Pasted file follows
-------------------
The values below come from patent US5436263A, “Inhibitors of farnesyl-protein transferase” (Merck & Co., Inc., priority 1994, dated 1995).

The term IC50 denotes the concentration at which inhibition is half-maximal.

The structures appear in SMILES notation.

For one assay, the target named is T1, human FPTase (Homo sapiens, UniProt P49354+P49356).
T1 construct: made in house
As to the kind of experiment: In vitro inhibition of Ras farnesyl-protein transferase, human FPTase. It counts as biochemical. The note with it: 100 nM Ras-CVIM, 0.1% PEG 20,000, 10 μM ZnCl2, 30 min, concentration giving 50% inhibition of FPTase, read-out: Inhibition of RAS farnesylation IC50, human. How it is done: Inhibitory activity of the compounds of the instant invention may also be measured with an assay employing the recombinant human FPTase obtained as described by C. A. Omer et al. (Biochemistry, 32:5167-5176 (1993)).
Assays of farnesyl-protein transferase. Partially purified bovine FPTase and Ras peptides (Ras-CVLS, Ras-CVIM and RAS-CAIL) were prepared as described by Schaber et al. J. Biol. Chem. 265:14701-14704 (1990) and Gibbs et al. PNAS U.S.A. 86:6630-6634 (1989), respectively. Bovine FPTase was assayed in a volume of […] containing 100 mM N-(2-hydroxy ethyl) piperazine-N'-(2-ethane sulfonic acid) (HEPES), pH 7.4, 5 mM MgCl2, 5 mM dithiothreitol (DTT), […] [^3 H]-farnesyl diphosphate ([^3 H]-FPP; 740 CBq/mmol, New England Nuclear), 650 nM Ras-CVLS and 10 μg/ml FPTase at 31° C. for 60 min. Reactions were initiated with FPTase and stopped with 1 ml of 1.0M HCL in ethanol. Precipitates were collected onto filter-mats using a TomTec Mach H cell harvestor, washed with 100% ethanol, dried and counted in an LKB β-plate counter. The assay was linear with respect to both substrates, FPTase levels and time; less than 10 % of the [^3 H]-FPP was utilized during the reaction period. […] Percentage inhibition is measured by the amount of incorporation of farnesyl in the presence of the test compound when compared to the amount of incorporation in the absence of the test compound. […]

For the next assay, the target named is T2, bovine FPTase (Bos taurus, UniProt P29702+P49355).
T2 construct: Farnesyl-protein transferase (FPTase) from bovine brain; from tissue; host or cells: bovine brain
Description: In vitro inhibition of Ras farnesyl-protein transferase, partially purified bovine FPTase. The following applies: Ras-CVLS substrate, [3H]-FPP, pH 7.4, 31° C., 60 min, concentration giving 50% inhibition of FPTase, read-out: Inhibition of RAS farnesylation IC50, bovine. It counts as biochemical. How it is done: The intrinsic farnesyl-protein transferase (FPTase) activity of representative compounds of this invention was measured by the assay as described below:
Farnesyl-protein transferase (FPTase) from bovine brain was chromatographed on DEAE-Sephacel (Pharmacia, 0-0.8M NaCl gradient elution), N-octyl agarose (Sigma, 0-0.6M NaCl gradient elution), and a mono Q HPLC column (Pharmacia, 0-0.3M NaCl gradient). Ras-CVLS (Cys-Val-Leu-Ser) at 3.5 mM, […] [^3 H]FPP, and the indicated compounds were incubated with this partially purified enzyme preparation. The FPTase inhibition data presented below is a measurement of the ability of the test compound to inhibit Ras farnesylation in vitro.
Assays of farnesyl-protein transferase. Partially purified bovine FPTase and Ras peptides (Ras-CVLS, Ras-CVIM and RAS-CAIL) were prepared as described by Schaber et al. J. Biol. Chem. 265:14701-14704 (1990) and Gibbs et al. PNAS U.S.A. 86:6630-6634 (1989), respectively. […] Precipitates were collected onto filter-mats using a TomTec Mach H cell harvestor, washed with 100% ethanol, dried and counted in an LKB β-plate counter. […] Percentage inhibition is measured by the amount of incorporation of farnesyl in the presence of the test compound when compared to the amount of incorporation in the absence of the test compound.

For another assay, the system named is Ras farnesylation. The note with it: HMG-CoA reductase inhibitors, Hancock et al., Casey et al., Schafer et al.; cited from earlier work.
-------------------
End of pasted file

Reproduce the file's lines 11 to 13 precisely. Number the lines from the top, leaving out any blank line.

Farnesyl-protein transferase (FPTase) from bovine brain was chromatographed on DEAE-Sephacel (Pharmacia, 0-0.8M NaCl gradient elution), N-octyl agarose (Sigma, 0-0.6M NaCl gradient elution), and a mono Q HPLC column (Pharmacia, 0-0.3M NaCl gradient). Ras-CVLS (Cys-Val-Leu-Ser) at 3.5 mM, […] [^3 H]FPP, and the indicated compounds were incubated with this partially purified enzyme preparation. The FPTase inhibition data presented below is a measurement of the ability of the test compound to inhibit Ras farnesylation in vitro.
Assays of farnesyl-protein transferase. Partially purified bovine FPTase and Ras peptides (Ras-CVLS, Ras-CVIM and RAS-CAIL) were prepared as described by Schaber et al. J. Biol. Chem. 265:14701-14704 (1990) and Gibbs et al. PNAS U.S.A. 86:6630-6634 (1989), respectively. […] Precipitates were collected onto filter-mats using a TomTec Mach H cell harvestor, washed with 100% ethanol, dried and counted in an LKB β-plate counter. […] Percentage inhibition is measured by the amount of incorporation of farnesyl in the presence of the test compound when compared to the amount of incorporation in the absence of the test compound.

For another assay, the system named is Ras farnesylation. The note with it: HMG-CoA reductase inhibitors, Hancock et al., Casey et al., Schafer et al.; cited from earlier work.